Berenice Abbott, Inside the Archive @Commerce Graphics

JTF (just the facts): A total of 97 black and white images, variously framed and matted, and densely hung throughout the main gallery area, the offices, and the entrance hallway, winding around and covering virtually every available wall space. The images themselves were made between 1925 and 1967 (most are from the 1930s), and the prints on display are a mixture of vintage and later prints, including some bigger enlargements. Sizes range from 4×3 to 40×30, with most being 10×8 or reverse. While many of the works are matted, a small group of exhibition prints mounted on masonite (with beveled edges) are also on display. Two glass cases house a variety of letters, technical notes and other ephemera, including rejection letters from the Vanderbilts and Astors for her Changing New York project. Her camera is also on display. (Installation shots at right.)

Comments/Context: When an exhibition is titled “Inside the Archive”, I think it sets the expectation that the images on view will be a collection of rarities and variants, lesser known images and forgotten gems that will help fill in the background to the more prominent and likely already agreed upon narrative. This exhibit of materials from the Berenice Abbott archive is a chaotic mix of old and new, and while there are some unexpected items to see, overall, I think the show misses the chance to really dive into the depths of the secondary and tertiary imagery and expand the scholarship on her artistic process and point of view.
The show bounces around all of her most notable projects, from early Paris portraits and iconic New York scenes, to mid 1950s America and her later scientific work. Unfortunately, the exhibit lacks a coherent organizational thread – works from various time periods and projects (as well as printing sizes/styles) are often jumbled together, so that it is difficult to draw conclusions about how these particular prints add to what it is already known about Abbott. Smaller, tighter niche exhibits of archival material from any one of her projects could fill the available space and tell us something new about that particular subject and body of work; perhaps this exhibit is just trying to do too much.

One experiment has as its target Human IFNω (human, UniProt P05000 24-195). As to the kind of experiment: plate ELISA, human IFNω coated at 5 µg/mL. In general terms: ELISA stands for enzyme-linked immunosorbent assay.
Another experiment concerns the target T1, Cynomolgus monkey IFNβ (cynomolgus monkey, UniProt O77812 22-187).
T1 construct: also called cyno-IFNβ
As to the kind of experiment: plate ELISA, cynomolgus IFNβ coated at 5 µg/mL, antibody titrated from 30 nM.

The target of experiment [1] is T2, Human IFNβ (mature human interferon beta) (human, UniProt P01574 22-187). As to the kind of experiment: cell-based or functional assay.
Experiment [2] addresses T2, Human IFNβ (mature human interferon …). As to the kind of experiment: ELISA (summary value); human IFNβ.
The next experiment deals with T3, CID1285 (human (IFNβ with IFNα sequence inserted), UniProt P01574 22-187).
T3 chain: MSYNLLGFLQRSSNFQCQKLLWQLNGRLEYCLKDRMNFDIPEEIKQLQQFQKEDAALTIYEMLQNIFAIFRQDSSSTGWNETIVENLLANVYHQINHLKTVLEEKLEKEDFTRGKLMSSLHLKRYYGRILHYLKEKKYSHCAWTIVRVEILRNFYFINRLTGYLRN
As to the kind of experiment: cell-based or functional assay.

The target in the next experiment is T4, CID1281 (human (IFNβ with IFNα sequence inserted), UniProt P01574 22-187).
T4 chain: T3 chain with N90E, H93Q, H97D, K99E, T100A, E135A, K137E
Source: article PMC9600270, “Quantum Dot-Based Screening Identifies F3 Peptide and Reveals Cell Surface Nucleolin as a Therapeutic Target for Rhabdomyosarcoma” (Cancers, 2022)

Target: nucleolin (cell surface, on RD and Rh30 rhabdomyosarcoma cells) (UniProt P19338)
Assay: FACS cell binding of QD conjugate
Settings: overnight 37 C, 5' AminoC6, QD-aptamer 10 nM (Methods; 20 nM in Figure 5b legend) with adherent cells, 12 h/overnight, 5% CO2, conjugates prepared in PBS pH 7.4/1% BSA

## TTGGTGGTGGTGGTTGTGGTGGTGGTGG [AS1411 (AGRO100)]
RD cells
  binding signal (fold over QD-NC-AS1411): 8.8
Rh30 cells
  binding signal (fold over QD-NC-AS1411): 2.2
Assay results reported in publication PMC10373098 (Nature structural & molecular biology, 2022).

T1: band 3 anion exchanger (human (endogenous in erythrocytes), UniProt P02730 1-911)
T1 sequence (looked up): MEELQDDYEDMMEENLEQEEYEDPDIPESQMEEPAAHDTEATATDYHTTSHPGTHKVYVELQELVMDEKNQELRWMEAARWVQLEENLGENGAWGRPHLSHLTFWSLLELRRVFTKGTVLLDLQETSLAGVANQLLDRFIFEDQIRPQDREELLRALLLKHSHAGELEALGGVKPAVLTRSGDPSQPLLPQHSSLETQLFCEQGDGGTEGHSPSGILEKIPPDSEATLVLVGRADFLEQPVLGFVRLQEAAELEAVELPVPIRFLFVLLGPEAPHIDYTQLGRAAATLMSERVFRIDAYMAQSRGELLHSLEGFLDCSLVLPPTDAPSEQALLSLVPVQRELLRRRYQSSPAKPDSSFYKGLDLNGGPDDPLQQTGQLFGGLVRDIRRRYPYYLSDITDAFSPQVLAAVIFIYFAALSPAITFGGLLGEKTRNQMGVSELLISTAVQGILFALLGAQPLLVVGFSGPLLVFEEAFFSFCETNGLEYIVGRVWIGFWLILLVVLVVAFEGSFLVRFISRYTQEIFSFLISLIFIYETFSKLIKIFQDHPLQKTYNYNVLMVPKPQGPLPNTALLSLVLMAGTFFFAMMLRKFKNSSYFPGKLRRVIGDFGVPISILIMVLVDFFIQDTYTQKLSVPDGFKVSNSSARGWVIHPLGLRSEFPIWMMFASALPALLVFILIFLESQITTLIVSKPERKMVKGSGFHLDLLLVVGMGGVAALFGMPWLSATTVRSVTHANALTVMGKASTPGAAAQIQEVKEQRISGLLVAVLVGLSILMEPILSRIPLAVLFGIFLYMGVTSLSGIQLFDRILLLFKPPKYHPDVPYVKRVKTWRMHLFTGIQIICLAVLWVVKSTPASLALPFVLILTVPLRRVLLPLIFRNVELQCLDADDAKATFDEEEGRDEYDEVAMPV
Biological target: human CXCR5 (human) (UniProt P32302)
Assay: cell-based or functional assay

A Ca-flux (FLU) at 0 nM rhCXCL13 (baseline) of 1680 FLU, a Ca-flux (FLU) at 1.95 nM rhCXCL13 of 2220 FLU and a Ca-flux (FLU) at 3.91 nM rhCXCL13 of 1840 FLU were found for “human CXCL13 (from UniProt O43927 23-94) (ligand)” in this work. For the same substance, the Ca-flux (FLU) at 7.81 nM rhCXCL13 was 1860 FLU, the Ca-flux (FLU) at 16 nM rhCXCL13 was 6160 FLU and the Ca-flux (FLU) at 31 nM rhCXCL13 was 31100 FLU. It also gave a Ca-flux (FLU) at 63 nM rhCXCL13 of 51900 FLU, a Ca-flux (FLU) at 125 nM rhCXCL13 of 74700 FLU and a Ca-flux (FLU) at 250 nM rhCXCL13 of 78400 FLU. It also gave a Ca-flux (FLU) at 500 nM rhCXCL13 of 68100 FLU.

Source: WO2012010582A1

This is not to say that there aren’t amazing works to be seen and savored. I thoroughly enjoyed seeing some of the 1940s and 1950s exhibition prints of her famous New York images, which were displayed on intimate-sized masonite boards; they are significantly warmer than standard prints of these negatives, with a strong sepia tone. I also liked seeing the 1940s industrial prints of smoke stacks and oil refineries, as well as some excellent scientific views that I hadn’t seen before. Abbott’s 1950s work seems to be the most in need of a defining exhibit – a selection of images from her road trips across America are on display, but I lacked the context to try to draw deeper conclusions about their overall importance.
In general, I think this show will appeal most to die hard Abbott fans (like us) who are willing to sift through the dense walls to find some of the spectacular gems tucked in the corners. In some sense, this exhibit is a mini-retrospective (given its broad coverage of her work), but in the end, even though the prints themselves might have surprising stories to tell, the exhibit lacks the structure and editing required to successfully bring forth the new ideas that may be hiding near the surface.
Collector’s POV: As is perhaps obvious, Abbott’s estate is represented by Commerce Graphics. Prices in this show range from $6000 to $38000. Her work is nearly ubiquitous at auction, with dozens of prints (a mix of vintage and later) coming up for sale in any given year. Prices have typically ranged from as low as $1000 to approximately $35000, with the majority still under $5000.
Rating: * (one star) GOOD (rating system described here)
Transit Hub:
  • DLK COLLECTION review of 2 volume Berenice Abbott Steidl edition (here)
Berenice Abbott, Inside the Archive
Through May 28th
506 East 74th Street
New York, NY 10021

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